"It's as if a great bird lives inside the stone of our days and since no sculptor can free it, it has to wait for the elements to wear us down, till it is free to fly." Mark Nepo

Saturday, September 8, 2012

An Ordinary Morning

The darkness in the room tells me it's earlier than I want it to be on a Saturday morning, and a glance at the clock confirms: 3:30. I'm tired through and through, but there's no going back to sleep. I get up and start the day as I do every day. Feed Toby. Feed Emma. Make tea.

I try not to think about the list of unfinished work on my desk at school, or the pile of correcting I brought home, or the new reading adoption I begin teaching on Monday. I try not to worry about the kids whose stories have begun to emerge more clearly and who I'm already wondering if I'll be enough for. But it was these thoughts that awakened me, and they cling to me, like the spiderwebs I walk into on Toby's walks these days.

The house is blessedly quiet. Walt still sleeping. Toby and Emma back to sleep. I do some laundry, sweep the floors, but then can't settle into any of the many tasks awaiting. As I stand, trying to decide what to do next, a glimpse of color catches my eye. The sky on the other side of the kitchen window shows the faintest blush possible. Just enough to draw me outside.

The air is surprisingly warm for a September dawn, but I can feel the bite underneath—like a really good lemonade. I wander into the yard, toward the eastern sky, but a movement to the west redirects my course. It's the head of a runner bobbing on the other side of our field and neighbor, on the road that connects us with the highway. I barely have time to register a frisson of envy, when a much larger movement  explodes into our field.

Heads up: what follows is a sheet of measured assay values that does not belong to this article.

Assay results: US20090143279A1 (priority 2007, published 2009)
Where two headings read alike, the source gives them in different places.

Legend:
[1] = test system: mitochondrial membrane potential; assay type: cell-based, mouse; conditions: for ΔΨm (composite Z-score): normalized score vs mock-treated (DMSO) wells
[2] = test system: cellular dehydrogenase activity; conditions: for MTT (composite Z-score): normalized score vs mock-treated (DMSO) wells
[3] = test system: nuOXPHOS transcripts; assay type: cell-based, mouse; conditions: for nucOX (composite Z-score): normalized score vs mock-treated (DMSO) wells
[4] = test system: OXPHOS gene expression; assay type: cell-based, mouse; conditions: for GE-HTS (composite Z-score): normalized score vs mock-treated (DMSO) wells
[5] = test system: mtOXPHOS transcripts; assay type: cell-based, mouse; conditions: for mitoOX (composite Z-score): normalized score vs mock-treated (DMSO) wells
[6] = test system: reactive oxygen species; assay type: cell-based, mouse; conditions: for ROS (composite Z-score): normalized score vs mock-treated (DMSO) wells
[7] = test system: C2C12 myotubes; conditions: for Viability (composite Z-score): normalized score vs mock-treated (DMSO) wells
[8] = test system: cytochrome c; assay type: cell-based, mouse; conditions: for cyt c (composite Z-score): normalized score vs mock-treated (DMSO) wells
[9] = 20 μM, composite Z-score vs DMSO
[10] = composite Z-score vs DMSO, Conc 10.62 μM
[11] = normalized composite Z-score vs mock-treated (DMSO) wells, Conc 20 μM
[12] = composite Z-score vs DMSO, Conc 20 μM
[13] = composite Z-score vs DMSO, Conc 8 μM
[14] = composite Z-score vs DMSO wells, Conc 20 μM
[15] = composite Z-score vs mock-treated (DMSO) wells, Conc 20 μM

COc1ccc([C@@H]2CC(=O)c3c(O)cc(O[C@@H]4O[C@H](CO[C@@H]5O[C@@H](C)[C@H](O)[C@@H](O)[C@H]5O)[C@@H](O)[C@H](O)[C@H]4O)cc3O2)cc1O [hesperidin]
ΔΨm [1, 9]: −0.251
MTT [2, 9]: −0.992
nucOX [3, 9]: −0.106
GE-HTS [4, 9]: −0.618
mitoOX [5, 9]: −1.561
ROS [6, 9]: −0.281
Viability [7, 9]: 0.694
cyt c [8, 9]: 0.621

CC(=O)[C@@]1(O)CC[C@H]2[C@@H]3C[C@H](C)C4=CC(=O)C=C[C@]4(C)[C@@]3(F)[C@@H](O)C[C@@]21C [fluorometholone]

The runner must have startled the deer as they breakfasted on our neighbor's fine selection of fruit. We've been seeing deer more often in the last few weeks: a pair nibbling on my red twig dogwood, a yearling crashing out of the woods in front of me, a doe and her twins wandering across our back fence line. This morning, however, there are five. It looks like two does, a spike, and the very small twins we've seen before.

I watch them graze across the field, the fawns dashing ahead, and then back, until all five have moved into the trees the mark our eastern boundary. In all the years we've lived here, this is the first time I've seen five deer at the same time. And while deer are as ordinary as rabbits here, this sighting creates a huge space around my worries, lifting them away enough that I breathe freely for the first time in days.